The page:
At this year's Consumer Electronics Show (CES) in Las Vegas, Dell announced new models in its Inspiron laptop range.
Although the PC giant's machines are a fixture in companies across the world, there are suggestions that laptop sales are in a long-term decline. So, can these new models tempt workers away from their tablet computers?
Thin, light and powerful?
Dell's customers told it that they want better battery life from laptops without sacrificing overall performance, and that they want laptops that are thin and portable.
That's not exactly groundbreaking news, but as a result the company says its new Inspiron models take advantage of low-power processors to optimise performance and improve battery life. They're 17% thinner and 15% lighter than the previous generation.
Prices start at just £299 all in for the entry-level 15" model. But with its slow Celeron processor, it's a false economy. Even if you're on a really tight budget, you'll be better off stretching to £379 for a model with Intel's i3 processor.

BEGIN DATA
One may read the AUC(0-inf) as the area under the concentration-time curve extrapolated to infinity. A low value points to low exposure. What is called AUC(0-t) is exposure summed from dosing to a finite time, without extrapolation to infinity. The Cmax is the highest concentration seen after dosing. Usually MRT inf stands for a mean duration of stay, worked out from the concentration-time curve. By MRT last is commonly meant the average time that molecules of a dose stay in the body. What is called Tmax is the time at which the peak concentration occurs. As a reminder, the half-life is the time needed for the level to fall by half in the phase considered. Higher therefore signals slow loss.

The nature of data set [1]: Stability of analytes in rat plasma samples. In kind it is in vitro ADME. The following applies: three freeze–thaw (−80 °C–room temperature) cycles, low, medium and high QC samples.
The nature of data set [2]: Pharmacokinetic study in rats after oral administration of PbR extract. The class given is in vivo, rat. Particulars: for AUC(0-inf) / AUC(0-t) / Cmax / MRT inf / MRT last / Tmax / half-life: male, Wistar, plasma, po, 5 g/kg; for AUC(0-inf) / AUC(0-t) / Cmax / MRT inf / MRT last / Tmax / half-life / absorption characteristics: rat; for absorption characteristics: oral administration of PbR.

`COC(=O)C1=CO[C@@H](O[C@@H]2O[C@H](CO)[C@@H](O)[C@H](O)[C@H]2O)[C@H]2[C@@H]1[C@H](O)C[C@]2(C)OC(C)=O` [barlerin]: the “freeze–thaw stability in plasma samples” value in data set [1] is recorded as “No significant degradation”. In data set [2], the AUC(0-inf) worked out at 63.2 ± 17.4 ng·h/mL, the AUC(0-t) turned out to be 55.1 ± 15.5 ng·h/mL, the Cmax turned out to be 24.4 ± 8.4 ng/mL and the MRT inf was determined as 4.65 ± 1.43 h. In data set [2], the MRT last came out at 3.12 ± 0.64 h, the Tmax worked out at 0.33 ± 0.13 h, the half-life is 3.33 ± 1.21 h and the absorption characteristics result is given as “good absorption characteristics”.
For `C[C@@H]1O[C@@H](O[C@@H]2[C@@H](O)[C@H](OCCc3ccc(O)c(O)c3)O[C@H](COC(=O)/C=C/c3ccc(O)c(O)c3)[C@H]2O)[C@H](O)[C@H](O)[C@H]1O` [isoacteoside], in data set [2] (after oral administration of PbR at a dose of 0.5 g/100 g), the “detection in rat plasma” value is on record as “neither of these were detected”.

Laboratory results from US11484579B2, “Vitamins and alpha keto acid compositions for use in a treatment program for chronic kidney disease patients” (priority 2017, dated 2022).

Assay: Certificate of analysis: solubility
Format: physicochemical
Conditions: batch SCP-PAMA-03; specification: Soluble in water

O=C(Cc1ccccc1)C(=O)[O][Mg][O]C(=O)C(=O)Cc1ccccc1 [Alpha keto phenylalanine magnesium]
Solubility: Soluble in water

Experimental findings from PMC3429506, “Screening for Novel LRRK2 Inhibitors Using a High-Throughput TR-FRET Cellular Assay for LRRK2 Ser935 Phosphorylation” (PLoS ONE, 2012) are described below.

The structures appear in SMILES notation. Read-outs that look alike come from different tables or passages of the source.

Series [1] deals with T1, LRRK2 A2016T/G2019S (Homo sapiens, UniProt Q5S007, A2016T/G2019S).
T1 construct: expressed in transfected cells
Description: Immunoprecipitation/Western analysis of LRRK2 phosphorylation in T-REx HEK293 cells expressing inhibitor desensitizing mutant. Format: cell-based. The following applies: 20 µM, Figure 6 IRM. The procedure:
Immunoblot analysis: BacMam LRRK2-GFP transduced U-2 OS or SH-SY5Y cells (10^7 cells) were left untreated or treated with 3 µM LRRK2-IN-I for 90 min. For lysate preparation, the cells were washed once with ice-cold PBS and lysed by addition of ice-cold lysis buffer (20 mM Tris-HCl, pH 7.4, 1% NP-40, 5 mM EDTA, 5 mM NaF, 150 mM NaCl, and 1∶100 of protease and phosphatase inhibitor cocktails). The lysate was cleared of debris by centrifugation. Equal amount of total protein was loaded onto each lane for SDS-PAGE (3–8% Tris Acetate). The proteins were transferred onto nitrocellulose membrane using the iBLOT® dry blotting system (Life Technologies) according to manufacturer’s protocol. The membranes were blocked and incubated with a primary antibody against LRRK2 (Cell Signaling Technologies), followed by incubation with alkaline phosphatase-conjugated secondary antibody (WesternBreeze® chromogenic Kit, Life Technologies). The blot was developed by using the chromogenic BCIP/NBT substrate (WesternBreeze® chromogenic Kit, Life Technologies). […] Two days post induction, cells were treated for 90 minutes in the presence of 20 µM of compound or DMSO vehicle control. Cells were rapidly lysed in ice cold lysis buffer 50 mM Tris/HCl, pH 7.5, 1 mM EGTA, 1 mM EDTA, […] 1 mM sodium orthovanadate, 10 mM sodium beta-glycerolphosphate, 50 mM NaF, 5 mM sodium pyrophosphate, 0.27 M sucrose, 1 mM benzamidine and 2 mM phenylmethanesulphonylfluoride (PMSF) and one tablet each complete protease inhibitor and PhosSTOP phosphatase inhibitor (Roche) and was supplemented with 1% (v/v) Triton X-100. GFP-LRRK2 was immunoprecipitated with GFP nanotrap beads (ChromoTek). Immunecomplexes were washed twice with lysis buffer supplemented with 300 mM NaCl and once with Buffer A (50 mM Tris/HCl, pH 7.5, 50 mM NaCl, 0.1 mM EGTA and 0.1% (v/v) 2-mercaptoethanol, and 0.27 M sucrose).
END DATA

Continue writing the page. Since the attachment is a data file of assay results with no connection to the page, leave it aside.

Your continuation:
Unusually for a laptop this size, the 15" model includes a 10-key number pad, which could be really useful if you enter numbers or work with figures a lot.
If you prefer a bigger screen (but a less portable laptop), the 17" model starts at £349. Again, a decent business machine will cost you more than that - here aim for the £449 model which includes a powerful Intel i5 processor.
Pay more for personalisation
These offer some personalisation options, including a choice of brushed-aluminium finishes. Lovely, but probably not worth paying more for.
Of more interest is the optional full HD screen available with these two laptops. This gives you a crisper display, with more space for your windows and the ability to show full HD video if you wish.
It's not a must-have for business use, but may be worth paying extra for, particularly if you use your laptop screen a lot to work on big images, spreadsheets or other documents that take up a lot of space on screen.